Trust: The Basis of Success

When I was in Dallas in 2013 at the Vistage International Conference, I heard Stephen M.R. Covey speak about the Speed of Trust. It’s something that Patrick Lencioni has talked about for years in his work on High Performing Teams and it is the basis of our Vistage Values. As a leader you can’t achieve anything without trust.

Whether you’re a leader, a team member, a father or a friend, everything works for the better when you share trust. When you have trust you can share anything, without fear it will get out. You can challenge people and they will listen without them feeling it is personal dig.

So, what’s the secret ingredient to building trust? Well, I hate to disappoint you but…there isn’t one.

You have to start with the right attitude, which is sharing. Like the old adage about Leadership “you have to go first.” Share with others things they don’t know about you, show them what you like and don’t like, share your fears and hopes. Show vulnerability and people will show it back. Tell people what your shortcomings are, when you are not sure what to do, ask for help. When things don’t go well tell people and ask for help. You must be a role model and people will follow. You see vulnerability is a strength not a weakness. The problem we often have is that we see it as a strength in others and a weakness in ourselves.

Trust is knowing that when a team member does push you, they're doing it because they care about the team

Once you have trust with your people anything is possible. It’s not the only thing you need, but it is where you need to start. With trust as the basis you can challenge people, you can gain their commitment to do things, you can hold them accountable and in teams they will hold each other accountable and you will get personal and organizational growth.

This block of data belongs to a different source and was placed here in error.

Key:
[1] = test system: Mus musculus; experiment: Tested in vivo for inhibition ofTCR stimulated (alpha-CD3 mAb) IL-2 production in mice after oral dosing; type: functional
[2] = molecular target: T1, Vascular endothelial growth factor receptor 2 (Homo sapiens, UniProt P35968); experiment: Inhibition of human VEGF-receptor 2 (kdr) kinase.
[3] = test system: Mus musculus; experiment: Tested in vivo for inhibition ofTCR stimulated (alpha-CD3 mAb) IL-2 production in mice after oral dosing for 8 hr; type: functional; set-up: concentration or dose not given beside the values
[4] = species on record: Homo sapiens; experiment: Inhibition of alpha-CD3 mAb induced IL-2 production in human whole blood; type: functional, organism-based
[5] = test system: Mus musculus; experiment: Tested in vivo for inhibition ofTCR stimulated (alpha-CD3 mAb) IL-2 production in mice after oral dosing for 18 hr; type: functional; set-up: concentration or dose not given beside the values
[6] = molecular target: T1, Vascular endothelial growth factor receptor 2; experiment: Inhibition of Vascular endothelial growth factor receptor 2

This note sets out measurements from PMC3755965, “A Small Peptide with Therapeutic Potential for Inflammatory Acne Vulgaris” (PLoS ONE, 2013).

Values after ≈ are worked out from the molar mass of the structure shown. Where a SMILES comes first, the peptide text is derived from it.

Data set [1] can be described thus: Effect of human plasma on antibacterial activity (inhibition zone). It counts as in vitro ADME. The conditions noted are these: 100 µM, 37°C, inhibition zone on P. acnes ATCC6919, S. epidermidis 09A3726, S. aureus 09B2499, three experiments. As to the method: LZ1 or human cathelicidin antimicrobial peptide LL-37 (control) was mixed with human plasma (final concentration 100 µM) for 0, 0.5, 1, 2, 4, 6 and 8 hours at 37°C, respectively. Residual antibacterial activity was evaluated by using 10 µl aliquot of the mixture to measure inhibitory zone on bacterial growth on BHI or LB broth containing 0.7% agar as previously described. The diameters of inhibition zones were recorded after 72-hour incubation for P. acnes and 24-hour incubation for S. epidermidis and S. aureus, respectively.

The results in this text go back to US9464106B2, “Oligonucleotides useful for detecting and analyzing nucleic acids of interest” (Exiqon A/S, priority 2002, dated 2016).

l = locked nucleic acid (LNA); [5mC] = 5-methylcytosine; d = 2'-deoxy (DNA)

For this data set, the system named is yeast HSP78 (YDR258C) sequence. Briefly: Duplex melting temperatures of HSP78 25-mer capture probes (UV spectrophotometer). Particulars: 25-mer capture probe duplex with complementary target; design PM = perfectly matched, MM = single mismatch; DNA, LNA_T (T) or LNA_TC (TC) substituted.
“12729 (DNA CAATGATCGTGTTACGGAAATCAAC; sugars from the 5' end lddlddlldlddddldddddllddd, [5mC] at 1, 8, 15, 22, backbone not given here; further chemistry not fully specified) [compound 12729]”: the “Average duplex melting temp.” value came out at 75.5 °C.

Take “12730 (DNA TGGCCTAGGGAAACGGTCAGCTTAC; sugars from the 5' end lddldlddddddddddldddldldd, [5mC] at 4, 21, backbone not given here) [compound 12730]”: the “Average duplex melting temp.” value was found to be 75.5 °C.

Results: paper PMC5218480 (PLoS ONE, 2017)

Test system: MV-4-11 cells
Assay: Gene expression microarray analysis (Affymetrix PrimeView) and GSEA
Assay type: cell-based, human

Cultures that lack trust often bring in more rules to cope, more and more rules are brought in to try to force people to do things in a certain way. But rules don’t create trust, in fact the opposite is true. The more you create a rules-based culture, the less people will take their own initiative and the more they will seek permission. Where you have trust you give people goals and not tasks, and they will work out for themselves what to do to achieve the goal. This has the double whammy of creating a culture of trust and ownership.

Think back to the British cycling team under Sir Dave Brailsford. At the Olympics in 2012 he dropped Sir Chris Hoy for the Individual sprint title and brought in Jason Kenny. Sir Chris was the golden boy. He stepped aside gracefully, wished Kenny good luck and Kenny went on to win the race. In the England Rugby team under Sir Clive Woodward (in the lead up to winning the 2003 Rugby World Cup) one of their Teamship Rules that they all bought into was that if you lost your place in the team to someone else, you would be the first to congratulate them.

So, if you want to create a winning culture based on trust it must start from the top. Here are some fundamentals you have to do:

  • Be open and honest with your people. Tell them the good news and the bad.
  • Show vulnerability. If you are a leader, you got there because you are exceptionally good at something. People don’t expect you to be good at everything. Show you’re human, admit mistakes and others will follow.
  • Do what you say you will do. Building trust can take time, but eroding trust can be done really quickly and one of the best ways is to not deliver on what you say you will.
  • Challenge people and hold them accountable. If you say something is important for the business, then you must challenge people to deliver…and hold them accountable if they don’t. Your people won’t trust you if they see others not delivering and getting away with it.

Are you in?

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